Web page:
Pennsylvania Governor Josh Shapiro has asked regional power grid operators to enhance the electricity system’s dependability—and he’s got ideas about how to do it. But his premises are flawed, and his suggestions misguided. Shapiro wants reliable power, yet he’s banking on unreliable sources to provide it. That approach isn’t just wrongheaded; it’s a recipe for failure.
“Here in the Commonwealth, we are embracing the advantages that cheaper, lower carbon fuel sources offer,” Shapiro wrote in a letter to the management of PJM Interconnection, the non-profit which maintains the electric grid for Pennsylvania and a dozen other states.
The governor was referring to wind and solar power, which aren’t cheaper than traditional fossil fuel plants and can, in some cases, increase overall carbon emissions. In short, they add costs for consumers and undermine reliability. This scenario has played out dramatically in places like Europe and California, where power outages and soaring prices are undisputed facts. Pennsylvanians have, so far, avoided the worst of this because wind and solar still account for only a small amount of PJM’s power supply—low single-digit percentages.
That changes if Shapiro gets his way. His letter effectively urges PJM to expedite the installation of new wind and solar projects to prevent shortages caused by the expected retirement of coal-fired power plants—closings currently accelerated by the governor’s refusal to remove the threat of a carbon tax on fossil fuels.
PJM sees its surplus generating capacity, reserved for meeting peak demand, falling significantly below the federal requirement in the coming years. PJM has warned that energy rationing might become necessary by 2026 to manage supply shortages. In other words, Pennsylvanians could expect rolling blackouts in the near future.
While Shapiro is right to worry about the power grid, his solution worsens the problem because wind turbines and solar panels are woefully inadequate replacements for coal, natural gas, or nuclear plants.
David Stevenson, an energy analyst with the Caesar Rodney Institute, explains that each lost gigawatt of baseload electricity generated by coal and natural gas—as well as by nuclear fuel—requires three gigawatts of wind and solar to replace it. To replace the 40 gigawatts of baseload generation to be retired by 2030, we’d need to build 120 gigawatts of wind or solar power.
That’s far more than the 94 gigawatts in the pipeline.
“PJM experts report that wind and solar projects entering the queue for acceptance into the grid historically have only a one in twenty chance of being built,” said Stevenson. “Developers literally submit 20 projects when only one is planned for construction because of uncertainties of available transmission capacity and uncertain local zoning approval. PJM currently has 94 gigawatts of wind and solar awaiting approval, but only about five gigawatts will likely be built—or about two gigawatts of baseload power.”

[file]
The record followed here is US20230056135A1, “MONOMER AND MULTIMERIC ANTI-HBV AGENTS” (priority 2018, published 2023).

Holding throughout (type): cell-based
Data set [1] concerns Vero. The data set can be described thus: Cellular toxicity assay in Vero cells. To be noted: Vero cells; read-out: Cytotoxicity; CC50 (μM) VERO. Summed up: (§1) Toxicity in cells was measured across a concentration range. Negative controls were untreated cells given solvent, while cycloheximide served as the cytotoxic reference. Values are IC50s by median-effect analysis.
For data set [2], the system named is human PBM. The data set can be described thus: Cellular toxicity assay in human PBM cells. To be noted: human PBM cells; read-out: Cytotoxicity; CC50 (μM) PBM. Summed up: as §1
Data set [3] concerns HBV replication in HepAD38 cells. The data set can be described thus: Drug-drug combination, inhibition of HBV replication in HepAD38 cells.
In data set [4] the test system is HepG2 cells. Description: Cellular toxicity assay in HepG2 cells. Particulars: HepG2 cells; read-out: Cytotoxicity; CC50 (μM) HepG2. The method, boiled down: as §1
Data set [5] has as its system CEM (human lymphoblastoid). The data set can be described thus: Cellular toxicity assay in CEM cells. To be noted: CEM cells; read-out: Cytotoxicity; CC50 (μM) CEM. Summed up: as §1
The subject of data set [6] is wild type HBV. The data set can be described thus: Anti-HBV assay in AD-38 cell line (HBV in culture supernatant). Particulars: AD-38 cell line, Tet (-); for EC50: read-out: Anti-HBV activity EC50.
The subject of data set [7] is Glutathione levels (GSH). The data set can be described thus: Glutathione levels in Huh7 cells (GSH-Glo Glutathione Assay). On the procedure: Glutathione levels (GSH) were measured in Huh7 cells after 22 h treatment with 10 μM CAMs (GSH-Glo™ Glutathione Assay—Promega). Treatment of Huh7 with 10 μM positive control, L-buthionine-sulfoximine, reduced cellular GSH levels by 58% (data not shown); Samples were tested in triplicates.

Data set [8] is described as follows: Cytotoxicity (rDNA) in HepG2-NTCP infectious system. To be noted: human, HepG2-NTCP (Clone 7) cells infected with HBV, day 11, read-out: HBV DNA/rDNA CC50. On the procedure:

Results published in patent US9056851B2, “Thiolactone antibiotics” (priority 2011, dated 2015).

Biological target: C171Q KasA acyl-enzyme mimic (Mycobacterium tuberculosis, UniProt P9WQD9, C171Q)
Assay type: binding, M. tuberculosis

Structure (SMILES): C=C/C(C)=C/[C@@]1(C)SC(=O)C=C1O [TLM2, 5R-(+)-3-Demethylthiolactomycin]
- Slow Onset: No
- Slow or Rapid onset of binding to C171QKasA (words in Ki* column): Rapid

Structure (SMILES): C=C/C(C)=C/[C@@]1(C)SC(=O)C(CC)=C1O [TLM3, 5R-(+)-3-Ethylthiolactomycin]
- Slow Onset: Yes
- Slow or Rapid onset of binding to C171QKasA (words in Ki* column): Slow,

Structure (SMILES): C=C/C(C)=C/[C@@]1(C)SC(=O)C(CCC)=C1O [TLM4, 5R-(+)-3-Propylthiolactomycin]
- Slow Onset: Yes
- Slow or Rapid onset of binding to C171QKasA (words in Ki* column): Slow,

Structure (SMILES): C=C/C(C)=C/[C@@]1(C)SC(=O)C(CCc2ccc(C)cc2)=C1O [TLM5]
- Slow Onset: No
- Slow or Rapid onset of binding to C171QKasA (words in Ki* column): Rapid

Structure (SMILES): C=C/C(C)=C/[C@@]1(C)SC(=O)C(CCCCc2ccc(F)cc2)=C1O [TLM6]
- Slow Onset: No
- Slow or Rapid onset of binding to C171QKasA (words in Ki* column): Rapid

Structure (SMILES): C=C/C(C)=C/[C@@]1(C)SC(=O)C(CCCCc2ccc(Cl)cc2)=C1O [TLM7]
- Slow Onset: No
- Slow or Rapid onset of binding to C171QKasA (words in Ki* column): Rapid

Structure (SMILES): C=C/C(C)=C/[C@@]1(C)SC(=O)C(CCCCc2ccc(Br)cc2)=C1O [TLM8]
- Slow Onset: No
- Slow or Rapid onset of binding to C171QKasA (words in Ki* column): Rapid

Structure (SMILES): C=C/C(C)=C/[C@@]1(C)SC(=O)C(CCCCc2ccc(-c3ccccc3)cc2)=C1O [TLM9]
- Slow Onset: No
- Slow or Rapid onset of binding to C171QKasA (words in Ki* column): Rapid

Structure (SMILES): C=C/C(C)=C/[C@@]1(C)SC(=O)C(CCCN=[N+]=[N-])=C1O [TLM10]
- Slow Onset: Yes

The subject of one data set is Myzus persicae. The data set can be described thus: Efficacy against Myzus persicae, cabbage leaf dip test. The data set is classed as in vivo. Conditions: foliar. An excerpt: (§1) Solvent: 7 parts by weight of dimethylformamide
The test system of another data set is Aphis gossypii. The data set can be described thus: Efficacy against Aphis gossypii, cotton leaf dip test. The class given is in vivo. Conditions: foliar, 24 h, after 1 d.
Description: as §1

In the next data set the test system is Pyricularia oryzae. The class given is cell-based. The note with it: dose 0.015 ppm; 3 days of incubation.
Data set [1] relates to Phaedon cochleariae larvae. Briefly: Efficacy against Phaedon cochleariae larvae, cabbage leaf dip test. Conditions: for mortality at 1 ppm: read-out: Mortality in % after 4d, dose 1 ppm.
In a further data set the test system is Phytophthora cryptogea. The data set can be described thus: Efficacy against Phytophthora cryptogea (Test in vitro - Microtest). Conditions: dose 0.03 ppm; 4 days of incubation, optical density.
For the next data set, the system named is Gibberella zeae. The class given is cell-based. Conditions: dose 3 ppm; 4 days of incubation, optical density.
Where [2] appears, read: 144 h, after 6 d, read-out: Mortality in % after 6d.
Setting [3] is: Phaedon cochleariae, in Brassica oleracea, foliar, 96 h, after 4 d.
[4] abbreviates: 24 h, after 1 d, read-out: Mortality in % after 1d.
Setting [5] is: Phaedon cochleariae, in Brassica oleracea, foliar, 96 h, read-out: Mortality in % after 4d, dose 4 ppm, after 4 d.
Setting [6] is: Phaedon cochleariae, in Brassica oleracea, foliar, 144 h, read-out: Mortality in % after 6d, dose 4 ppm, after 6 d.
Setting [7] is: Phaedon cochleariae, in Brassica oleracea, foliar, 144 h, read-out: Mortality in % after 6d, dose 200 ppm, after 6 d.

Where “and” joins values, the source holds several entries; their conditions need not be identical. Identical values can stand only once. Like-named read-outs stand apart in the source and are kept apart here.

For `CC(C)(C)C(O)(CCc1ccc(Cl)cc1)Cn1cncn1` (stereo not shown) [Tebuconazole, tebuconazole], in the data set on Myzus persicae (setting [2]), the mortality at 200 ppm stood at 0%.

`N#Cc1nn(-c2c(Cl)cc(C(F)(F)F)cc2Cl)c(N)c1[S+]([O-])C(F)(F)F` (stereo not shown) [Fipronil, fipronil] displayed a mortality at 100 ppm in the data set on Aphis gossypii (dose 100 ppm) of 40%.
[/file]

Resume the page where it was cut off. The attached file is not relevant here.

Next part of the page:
In other words, plans exist for only 2% of the new “renewable” generation needed.
Wind and solar require many times the material and land area to produce equivalent amounts of electricity from traditional sources. Expecting to replace efficient, reliable sources of electricity with expensive, unreliable technologies is a “lopsided” transition that defies logic.
Shapiro also calls on PJM to reform market procedures for reliability but ignores a fundamental flaw that prevents the most reliable energy sources—baseload fossil fuel plants and nuclear power—from adequate compensation. Annual payments to ensure reliability have collapsed from $8.3 billion to $2.2 billion in the last three years. Meanwhile, penalties for just one day of non-performance during a cold spell last December were $1.8 billion, nearly equal to an entire year of capacity revenue.
The decline in these revenues is largely the result of state and federal policies that provide subsidies to wind and solar, and the long-term impact of those policies is emerging.
PJM’s failure to “keep the lights on” with as little drama as reasonably possible during December’s cold snap is just the beginning of the reliability issues Pennsylvanians will face if the grid operator continues to accommodate more “renewable energy” while endorsing policies that speed the retirement of nuclear or fossil fuel baseload capacity.
Meredith Angwin, in her book Shorting the Grid, explains mandates for renewable energy “will not succeed in building grids that are 100% renewable” but instead will make “the grid more fragile and more expensive.”
Decades of programs like Pennsylvania’s Alternative Energy Portfolio Standards, which subsidize expensive and unreliable energy and discourage the development of reliable fossil fuels, are failing Pennsylvanians. Shapiro should end energy subsidies and allow free markets to determine the path to cheap, clean, and sustainable power.
Gordon Tomb is a Senior Fellow with the Commonwealth Foundation, Pennsylvania’s free-market think tank, and a senior advisor with the CO2 Coalition in Arlington, VA.